But let’s get back to Slab City. There’s a lot going on there from the end of October until the middle of April.
This year, a group from the Rainbow Tribe showed up to open their Freedom Café. I should mention how all this activity gets started. People come in buses that can barely run and when they don’t run anymore, they leave them behind. Some buses have become libraries. There are three of these in Slab City. Some also become places for quilting bees. Some become club houses. There are plenty of mechanics that can take apart a bus and put it back together in a new way, so it becomes a lunch counter. Or a sunny patio without a roof. Or a place to grow cactus.
There is outside help, too.
Many of the people of Slab City are on food stamps. If they are on Medicare, they can use the medical clinics in Niland, Brawley or El Centro. The snowbirds bring plenty of expertise with them when it comes to receiving services you might need.
A word about the weather. From May to September, Slab City is hell. It’s Dante’s Inferno. Only the few and the very few can stand it then. In winter the temperature during the day is in the low seventies, though. It’s lovely. The sun is out all the time. The rest is up to you. It’s what you bring that counts. Most RV rigs have propane stoves and solar panels for electricity. They can watch TV and get on the internet. Poop remains a big problem. Most people dig holes in the ground to deposit what they have accumulated in their toilets. They add chemicals to make it livable, but poop is poop.
“It’s probably one of the reasons American Indians moved around so much,” says Thompson. Makes sense.
There’s always someone around in the winter who can answer your questions about anything, including snake bites. And there is a health station, so marked, on the premises in case of injury. It happens.
Mike the repair guy is working on rebuilding Thompson’s fiberglass RV. After an accident in which it was deemed totaled by his insurance company, Woody limped the damaged vehicle back to Slab City and little by little it’s been completely repaired. So much for insurance companies and the standard way of doing things in America: If it doesn’t work, don’t fix it; throw it away. Thompson will probably put his rig in storage during the hot months this year and set off in his van heading north to see his grandkids and maybe east to link up with some ghosts of summers past.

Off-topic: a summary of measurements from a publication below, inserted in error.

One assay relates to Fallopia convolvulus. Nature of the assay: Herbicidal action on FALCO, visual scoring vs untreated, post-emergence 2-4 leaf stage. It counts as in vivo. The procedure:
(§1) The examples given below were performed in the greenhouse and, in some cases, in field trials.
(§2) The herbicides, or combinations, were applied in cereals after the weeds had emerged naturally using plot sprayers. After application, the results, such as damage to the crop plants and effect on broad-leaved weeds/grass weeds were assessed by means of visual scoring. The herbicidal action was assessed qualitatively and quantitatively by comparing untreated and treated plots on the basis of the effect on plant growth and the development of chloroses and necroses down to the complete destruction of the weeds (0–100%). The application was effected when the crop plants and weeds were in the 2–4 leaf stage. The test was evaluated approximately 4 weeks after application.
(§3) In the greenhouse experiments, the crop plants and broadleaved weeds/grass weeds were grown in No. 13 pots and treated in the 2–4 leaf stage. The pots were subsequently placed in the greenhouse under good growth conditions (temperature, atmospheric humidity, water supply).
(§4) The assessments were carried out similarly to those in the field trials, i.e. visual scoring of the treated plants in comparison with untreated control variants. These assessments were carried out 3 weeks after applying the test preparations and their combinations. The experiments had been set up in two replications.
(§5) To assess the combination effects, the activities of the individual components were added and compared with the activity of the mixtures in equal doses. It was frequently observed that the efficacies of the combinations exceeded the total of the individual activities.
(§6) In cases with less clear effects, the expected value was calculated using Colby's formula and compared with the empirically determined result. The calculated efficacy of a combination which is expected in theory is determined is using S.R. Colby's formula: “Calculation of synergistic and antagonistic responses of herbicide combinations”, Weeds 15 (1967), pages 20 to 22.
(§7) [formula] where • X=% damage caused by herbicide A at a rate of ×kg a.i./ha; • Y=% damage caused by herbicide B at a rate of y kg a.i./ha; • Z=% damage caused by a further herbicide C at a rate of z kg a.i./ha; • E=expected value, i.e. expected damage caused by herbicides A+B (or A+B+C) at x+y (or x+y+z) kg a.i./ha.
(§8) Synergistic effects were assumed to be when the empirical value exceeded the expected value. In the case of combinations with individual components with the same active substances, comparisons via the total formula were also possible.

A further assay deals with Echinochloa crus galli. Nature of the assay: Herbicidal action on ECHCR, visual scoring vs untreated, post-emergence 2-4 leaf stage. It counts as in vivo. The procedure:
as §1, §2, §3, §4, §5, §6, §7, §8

He points out what’s available on a daily basis at the Slabs. There’s shared internet for those with no electric power. Just sign up. There’s movie night. There’s mail that arrives daily to each club from the town of Niland. Someone goes every day to pick it up. And then there’s THE RANGE where Slab City has its music and shows and other forms of entertainment.
Today Tom is heading out to buy some Riddex for his poop hole. He points out the water tanks which are delivered and filled by a water truck. 100 gallons each. He says trash is burned and there are fires at night when the temperature goes down to 40 degrees. There are no public showers. Hot showers are available in Niland for a few dollars. Some rigs have nice hot showers. You might trade a hot shower for a fish. Didn’t Reagan say that before he lost his mind?
And there are occasional fights. Long lines of trains sometimes keep the train gates down for hours, even though the train doesn’t cross the tracks at Slab City. You have to drive around the gate. Ask before you do it, though.
I enjoyed my short trip to Slab City. I pointed out to Woody that Nathaniel West died somewhere in Imperial County in 1940. He was speeding away from El Centro. Can’t blame him for that!
For Woody Thompson Slab City in the winter months has been as nice a place as Leisure World would be for some retired dentists from Beverly Hills. And much less pressure. You can wear what you want, think what you want and there’s NO GOLF. (Don’t retired people ever think about other things, like fucking?)
Says Woody Thompson: “In Slab City there are plenty of old people, plenty of young people. Not too many in-betweeners, but with all the foreclosures out there, we are seeing more of them too. Things are always in flux in Slab City. At The Oasis Club one of our members was in a movie with Kevin Bacon. He died in the first eight minutes of the film with a knife spackled to his neck. Hollywood. He talks about it a lot, but he doesn’t really miss it. Hollywood is not real. Slab City is the real thing with real people. “
To that thought, I added this: “Hollywood seems very far away out here . Of course they might just discover the Salton Sea and make it into the next Ten Commandments, starring Tom Cruise as Moses, but somehow I doubt it.”
Tom says he will be in Slab City till mid April. He has a suggestion if I drive back again before he leaves: “Next time stay in Calpatria. It’s real close and it’s a nice little town. But remember Rule Number One: There are no laws out here. What you do is up to you, not up to the government!”
Yup. I got that. It seems to work in Slab City. People helping people. It’s not the American way since we first stole the country from the American Indians (my ancestors helped!). I’ve heard there’s another Slab City in Wisconsin where people from the hot climates in the south go to cool off.
I might just try that too. No Canadians.
BEN PLEASANTS, an occasional contributor to ThisCantBeHappening!, is an anarchist poet, playwrite, essayist and novelist who lives with his wife Paula in California.